After directly ruling the country for seven months, King Mahendra formed a government under Congress leader Subarna Shumsher on 15 May 1958. That cabinet consisted of Bhupal Man Singh Karki, a loyalist of Mahendra, as well as members of Gorkha Parishad, National Congress and Praja Parishad. Following the handover of power to Subarna Shumsher, Mahendra embarked on a two-month trip to Europe and Africa.
After coming back, he went on a nation-wide tour to assess the strength of the political parties. Based on all reliable sources, Mahendra came to believe that no political party was in a position to win a majority. Minister Karki even assured him that no party could win more than 40 seats in the 109-seat assembly. When the Congress ended up getting a two-third majority, Mahendra
dismissed him from his post.
King Mahendra believed the palace’s power would wane if a single party won a majority. He had been put under the impression that the Congress could garner anywhere between 30 to 40 seats. Only then had he allowed the election to go ahead. If he had assessed that the Congress could win a majority, he would once again have found some pretext to put off the polls.
The parliamentary election took place on the set date. Its result, however, turned out to be very different than what Mahendra had expected. The Congress won 74 seats in the House of Representatives. Such an impressive victory proved to be a headache for Mahendra and he dilly-dallied to announce a prime minister. BP then met him and said, “What is this, your majesty? It’s been so many days since the election took place. You don’t want me to be the prime minister. I will elect whoever you want as the party leader. If you like Subarna Shumsher, then it’ll be him.” (Bishweshwar Prasad Koiralako atmabritanta).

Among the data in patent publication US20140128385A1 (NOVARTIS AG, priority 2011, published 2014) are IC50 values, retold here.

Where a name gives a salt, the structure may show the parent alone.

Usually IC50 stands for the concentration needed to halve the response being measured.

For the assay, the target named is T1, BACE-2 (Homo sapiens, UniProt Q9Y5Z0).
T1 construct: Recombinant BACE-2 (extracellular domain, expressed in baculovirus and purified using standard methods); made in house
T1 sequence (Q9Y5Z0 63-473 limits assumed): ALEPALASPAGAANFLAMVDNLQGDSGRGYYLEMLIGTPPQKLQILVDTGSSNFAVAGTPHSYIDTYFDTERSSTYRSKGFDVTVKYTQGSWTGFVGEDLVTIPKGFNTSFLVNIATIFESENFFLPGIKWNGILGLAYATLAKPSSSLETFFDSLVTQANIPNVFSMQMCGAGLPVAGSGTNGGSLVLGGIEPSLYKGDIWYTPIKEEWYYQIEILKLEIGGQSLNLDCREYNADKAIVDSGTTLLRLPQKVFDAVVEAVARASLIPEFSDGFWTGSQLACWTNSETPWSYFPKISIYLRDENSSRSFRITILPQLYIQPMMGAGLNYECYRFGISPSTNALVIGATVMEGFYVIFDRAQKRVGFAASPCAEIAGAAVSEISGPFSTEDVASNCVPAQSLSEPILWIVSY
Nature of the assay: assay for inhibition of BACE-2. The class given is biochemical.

But Mahendra replied that since he liked “dynamic” people, he wanted to work with BP. Such a response excited the Congress leader. A party meeting was called, which unanimously elected him as its parliamentary leader. As the head of the party winning a majority, BP was constitutionally declared prime minister on 27 May 1959.
The constitution had a provision that the king would call the first meeting of the parliament. It did not specify a date though, only that the king would call it ‘as soon as possible’.
Curiously, Mahendra called the meeting in the middle of the night. The first meeting of the first directly elected parliament since the overthrow of the totalitarian Rana regime should have taken place in an exuberant mood in the middle of the day. But 11 days prior to the meeting, the palace issued a statement: “The first assembly of the House of Representatives has been called at 11:45pm on Tuesday, 30 June 1959, at the Gallery Hall
It was exactly midnight when the meeting commenced. Some speculated that the king chose a particularly inauspicious day and moment because of his dislike for the parliamentary system. The palace had a tradition of picking auspicious moments for itself and inauspicious ones for others. Others surmised the timing was meant to signal that it was the palace, not the parliament, which called all the shots.
Summoning the meeting at midnight was considered part of the palace’s machinations. At the time, the lawmakers did not really question the timing; they meekly went to the venue and took the oath of office. The first parliamentary meeting ended at 2:10 am.
Next week’s ‘Vault of history’ column will discuss how King Mahendra set the stage for a coup against the elected government